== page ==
It takes a small deed to inspire a change in people’s attitudes, and in turn, transform society. Case in point: 35-year-old Raghavendra Kumar.
The Bihar-born Raghavendra, who has earned the sobriquet ‘Helmetman’, has now encouraged security guards of a few Delhi-NCR housing societies to go beyond their call of duty.
Together, they have rendered a ‘roko toko’ (translated in English as ‘stop and ask’) campaign in order to guide and sensitise residents to the benefits of wearing helmets while riding their two-wheelers.
A much-needed change
A recent report by the World Bank states that India accounts for about 4.5 lakh road crashes per annum, in which 1.5 lakh people die.
Talking to us about how this initiative has shaped up, Vineet Kumar (35), a security guard at Greater Noida’s AWHO housing society, says, “Initially, we received stern rebukes from residents who were stopped for riding without helmets. We were often asked not to behave like cops.”
Despite being berated by angry motorcyclists, Vineet mentions that they continued entreating them to wear helmets while riding a bike. “Finally, many, who rebuked us earlier, are now seen wearing helmets,” he says.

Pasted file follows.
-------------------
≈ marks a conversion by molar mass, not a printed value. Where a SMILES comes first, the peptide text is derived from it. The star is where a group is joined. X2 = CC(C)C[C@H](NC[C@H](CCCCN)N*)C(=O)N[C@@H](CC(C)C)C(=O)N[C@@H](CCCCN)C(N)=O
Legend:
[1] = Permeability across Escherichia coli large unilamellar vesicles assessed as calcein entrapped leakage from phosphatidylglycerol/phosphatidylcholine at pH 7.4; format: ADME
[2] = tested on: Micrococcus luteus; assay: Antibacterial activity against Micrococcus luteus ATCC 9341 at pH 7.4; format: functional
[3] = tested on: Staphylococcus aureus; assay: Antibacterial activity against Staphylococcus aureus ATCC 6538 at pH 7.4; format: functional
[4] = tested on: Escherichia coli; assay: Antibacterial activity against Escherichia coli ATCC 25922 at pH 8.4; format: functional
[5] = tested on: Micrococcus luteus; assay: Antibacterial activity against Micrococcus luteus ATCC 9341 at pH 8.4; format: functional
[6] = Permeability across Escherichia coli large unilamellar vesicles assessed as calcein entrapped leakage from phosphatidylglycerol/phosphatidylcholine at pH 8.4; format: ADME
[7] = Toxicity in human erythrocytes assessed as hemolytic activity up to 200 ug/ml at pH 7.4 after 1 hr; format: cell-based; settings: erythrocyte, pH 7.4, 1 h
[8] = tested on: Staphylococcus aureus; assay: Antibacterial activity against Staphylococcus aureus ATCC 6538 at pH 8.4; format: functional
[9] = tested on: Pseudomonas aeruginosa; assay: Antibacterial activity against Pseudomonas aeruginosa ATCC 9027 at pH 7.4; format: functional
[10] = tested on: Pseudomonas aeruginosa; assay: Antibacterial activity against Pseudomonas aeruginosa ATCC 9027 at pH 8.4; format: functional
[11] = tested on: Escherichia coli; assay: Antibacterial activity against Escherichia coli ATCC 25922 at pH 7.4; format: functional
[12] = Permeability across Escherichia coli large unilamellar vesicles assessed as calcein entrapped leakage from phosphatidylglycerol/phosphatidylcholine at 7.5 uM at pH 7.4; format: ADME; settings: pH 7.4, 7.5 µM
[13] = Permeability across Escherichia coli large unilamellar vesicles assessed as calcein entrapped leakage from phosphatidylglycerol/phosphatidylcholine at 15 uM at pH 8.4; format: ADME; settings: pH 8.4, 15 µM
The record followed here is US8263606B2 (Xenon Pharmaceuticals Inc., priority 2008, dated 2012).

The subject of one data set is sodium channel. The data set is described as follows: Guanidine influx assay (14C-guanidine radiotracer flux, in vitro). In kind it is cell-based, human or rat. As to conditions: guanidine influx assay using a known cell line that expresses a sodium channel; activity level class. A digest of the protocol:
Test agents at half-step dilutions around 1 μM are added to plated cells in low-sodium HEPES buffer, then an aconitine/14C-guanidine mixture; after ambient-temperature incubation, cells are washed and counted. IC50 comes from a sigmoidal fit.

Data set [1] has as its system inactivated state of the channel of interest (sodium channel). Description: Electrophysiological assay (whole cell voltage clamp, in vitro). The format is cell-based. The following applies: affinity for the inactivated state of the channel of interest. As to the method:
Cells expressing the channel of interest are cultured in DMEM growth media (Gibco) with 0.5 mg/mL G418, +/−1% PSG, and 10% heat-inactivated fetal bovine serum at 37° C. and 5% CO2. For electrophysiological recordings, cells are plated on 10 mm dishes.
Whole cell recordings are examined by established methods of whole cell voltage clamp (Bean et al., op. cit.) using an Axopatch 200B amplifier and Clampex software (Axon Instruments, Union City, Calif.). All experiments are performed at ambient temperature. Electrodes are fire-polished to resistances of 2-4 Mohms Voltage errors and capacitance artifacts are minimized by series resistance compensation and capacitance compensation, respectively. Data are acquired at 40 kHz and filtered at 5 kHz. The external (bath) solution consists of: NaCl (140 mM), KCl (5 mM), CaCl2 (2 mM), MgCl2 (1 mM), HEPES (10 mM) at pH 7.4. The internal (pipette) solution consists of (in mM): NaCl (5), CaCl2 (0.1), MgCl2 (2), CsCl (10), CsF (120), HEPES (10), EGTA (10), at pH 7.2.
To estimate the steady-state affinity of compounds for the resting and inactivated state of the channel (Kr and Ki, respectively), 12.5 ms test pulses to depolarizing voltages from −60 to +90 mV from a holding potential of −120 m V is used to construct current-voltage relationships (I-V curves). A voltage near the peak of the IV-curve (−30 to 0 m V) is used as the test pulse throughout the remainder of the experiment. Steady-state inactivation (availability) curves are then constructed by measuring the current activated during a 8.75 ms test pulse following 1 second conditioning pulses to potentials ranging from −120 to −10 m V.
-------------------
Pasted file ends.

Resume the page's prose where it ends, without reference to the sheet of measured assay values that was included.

Mukesh Kumar (40), another security guard from a Greater Noida society, says, “When Raghavendraji motivated us to do this kind of Gandhigiri, we were hesitant initially. But after being motivated by the Helmetman, in the last three months we have helped more than 70 residents to develop the habit of wearing helmets.”
In support of safety
This initative is slowly gaining acceptance among residents as well. Lauding the efforts of the security staff, Rahul Kumar, a housing society resident, says, “I was once stopped and politely asked to wear a helmet while riding a bike. Now, I never forget this suggestion.”
Another appreciative resident, Nirmal Kumar from Jaypee Greens, Greater Noida, mentions being stopped for not wearing a helmet: “I followed the request of the security guard, and went out only after wearing a helmet. I remained unchecked at a helmet checking drive. When I returned, I gifted a pack of sweets to the guard since I wasn’t fined.”
Raghavendra has now sought permissions from Noida Authority to place signboards—requesting residents not to venture out on two-wheelers without helmets—near entry and exit points of housing societies.
Asking residents to pay heed to the guards, he concludes, “They [the guards], who save money from being given as fine to cops, deserve appreciation.”